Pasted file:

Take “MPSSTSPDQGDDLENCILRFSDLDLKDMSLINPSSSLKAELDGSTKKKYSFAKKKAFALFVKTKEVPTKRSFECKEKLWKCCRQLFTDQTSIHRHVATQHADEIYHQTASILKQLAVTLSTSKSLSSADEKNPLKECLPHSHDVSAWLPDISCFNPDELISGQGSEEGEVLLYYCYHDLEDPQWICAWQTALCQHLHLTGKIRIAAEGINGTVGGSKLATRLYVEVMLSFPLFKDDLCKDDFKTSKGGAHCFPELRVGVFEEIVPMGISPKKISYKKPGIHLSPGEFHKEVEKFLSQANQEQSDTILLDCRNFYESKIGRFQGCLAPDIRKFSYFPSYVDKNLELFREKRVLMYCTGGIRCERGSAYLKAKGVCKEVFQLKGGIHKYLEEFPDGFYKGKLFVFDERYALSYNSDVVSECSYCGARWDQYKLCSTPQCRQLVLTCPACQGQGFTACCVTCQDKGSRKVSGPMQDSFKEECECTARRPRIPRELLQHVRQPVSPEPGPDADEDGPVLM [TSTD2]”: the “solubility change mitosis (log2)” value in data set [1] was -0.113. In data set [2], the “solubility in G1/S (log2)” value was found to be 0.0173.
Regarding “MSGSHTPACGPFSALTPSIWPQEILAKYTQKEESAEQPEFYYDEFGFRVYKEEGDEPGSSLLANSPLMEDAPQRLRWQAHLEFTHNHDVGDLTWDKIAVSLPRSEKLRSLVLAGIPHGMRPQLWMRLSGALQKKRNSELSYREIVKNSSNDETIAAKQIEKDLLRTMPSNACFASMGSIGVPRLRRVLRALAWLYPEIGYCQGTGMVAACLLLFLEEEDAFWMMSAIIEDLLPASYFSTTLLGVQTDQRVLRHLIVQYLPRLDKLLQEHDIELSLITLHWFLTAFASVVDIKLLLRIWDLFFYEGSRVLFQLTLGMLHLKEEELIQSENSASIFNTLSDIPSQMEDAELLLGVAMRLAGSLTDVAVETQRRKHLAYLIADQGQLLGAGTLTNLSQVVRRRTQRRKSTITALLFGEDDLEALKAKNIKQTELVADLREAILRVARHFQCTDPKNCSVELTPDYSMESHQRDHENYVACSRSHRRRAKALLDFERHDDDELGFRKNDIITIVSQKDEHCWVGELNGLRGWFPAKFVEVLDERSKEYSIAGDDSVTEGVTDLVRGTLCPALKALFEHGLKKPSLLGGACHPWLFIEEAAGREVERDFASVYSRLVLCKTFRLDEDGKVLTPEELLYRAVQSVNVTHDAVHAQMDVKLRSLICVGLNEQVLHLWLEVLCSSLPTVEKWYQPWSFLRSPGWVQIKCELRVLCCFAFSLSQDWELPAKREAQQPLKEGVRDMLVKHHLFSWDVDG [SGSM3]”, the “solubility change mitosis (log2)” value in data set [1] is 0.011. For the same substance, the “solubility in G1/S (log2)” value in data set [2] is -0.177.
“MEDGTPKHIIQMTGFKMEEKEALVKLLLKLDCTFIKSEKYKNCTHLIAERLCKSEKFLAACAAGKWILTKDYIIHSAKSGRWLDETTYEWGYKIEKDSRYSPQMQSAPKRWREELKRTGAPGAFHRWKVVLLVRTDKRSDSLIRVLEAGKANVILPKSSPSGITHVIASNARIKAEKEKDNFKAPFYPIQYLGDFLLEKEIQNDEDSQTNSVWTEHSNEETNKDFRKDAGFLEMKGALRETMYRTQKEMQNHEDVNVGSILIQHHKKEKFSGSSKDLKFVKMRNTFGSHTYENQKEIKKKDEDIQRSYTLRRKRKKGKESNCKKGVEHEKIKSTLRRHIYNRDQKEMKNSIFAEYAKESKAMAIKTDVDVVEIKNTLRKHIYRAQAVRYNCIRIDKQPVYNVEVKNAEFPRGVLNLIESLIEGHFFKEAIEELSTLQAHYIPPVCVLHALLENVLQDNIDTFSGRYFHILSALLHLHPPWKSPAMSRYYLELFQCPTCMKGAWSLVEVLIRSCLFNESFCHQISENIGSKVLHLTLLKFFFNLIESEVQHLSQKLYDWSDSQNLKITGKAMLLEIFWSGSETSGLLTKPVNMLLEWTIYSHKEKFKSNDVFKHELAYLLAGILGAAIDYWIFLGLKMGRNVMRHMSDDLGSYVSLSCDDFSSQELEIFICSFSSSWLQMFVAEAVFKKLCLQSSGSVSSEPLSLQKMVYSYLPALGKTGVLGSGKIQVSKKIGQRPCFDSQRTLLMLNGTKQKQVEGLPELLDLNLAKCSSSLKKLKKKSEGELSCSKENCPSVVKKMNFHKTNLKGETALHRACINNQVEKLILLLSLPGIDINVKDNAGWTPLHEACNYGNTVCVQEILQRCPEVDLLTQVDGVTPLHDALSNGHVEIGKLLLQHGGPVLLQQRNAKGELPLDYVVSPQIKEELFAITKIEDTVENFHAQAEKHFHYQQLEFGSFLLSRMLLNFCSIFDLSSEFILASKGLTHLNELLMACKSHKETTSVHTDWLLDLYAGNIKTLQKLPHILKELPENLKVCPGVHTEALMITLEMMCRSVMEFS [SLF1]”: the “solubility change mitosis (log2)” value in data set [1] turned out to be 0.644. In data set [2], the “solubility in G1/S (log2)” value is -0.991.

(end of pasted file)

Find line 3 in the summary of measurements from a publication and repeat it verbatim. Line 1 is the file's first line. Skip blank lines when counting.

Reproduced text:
“MEDGTPKHIIQMTGFKMEEKEALVKLLLKLDCTFIKSEKYKNCTHLIAERLCKSEKFLAACAAGKWILTKDYIIHSAKSGRWLDETTYEWGYKIEKDSRYSPQMQSAPKRWREELKRTGAPGAFHRWKVVLLVRTDKRSDSLIRVLEAGKANVILPKSSPSGITHVIASNARIKAEKEKDNFKAPFYPIQYLGDFLLEKEIQNDEDSQTNSVWTEHSNEETNKDFRKDAGFLEMKGALRETMYRTQKEMQNHEDVNVGSILIQHHKKEKFSGSSKDLKFVKMRNTFGSHTYENQKEIKKKDEDIQRSYTLRRKRKKGKESNCKKGVEHEKIKSTLRRHIYNRDQKEMKNSIFAEYAKESKAMAIKTDVDVVEIKNTLRKHIYRAQAVRYNCIRIDKQPVYNVEVKNAEFPRGVLNLIESLIEGHFFKEAIEELSTLQAHYIPPVCVLHALLENVLQDNIDTFSGRYFHILSALLHLHPPWKSPAMSRYYLELFQCPTCMKGAWSLVEVLIRSCLFNESFCHQISENIGSKVLHLTLLKFFFNLIESEVQHLSQKLYDWSDSQNLKITGKAMLLEIFWSGSETSGLLTKPVNMLLEWTIYSHKEKFKSNDVFKHELAYLLAGILGAAIDYWIFLGLKMGRNVMRHMSDDLGSYVSLSCDDFSSQELEIFICSFSSSWLQMFVAEAVFKKLCLQSSGSVSSEPLSLQKMVYSYLPALGKTGVLGSGKIQVSKKIGQRPCFDSQRTLLMLNGTKQKQVEGLPELLDLNLAKCSSSLKKLKKKSEGELSCSKENCPSVVKKMNFHKTNLKGETALHRACINNQVEKLILLLSLPGIDINVKDNAGWTPLHEACNYGNTVCVQEILQRCPEVDLLTQVDGVTPLHDALSNGHVEIGKLLLQHGGPVLLQQRNAKGELPLDYVVSPQIKEELFAITKIEDTVENFHAQAEKHFHYQQLEFGSFLLSRMLLNFCSIFDLSSEFILASKGLTHLNELLMACKSHKETTSVHTDWLLDLYAGNIKTLQKLPHILKELPENLKVCPGVHTEALMITLEMMCRSVMEFS [SLF1]”: the “solubility change mitosis (log2)” value in data set [1] turned out to be 0.644. In data set [2], the “solubility in G1/S (log2)” value is -0.991.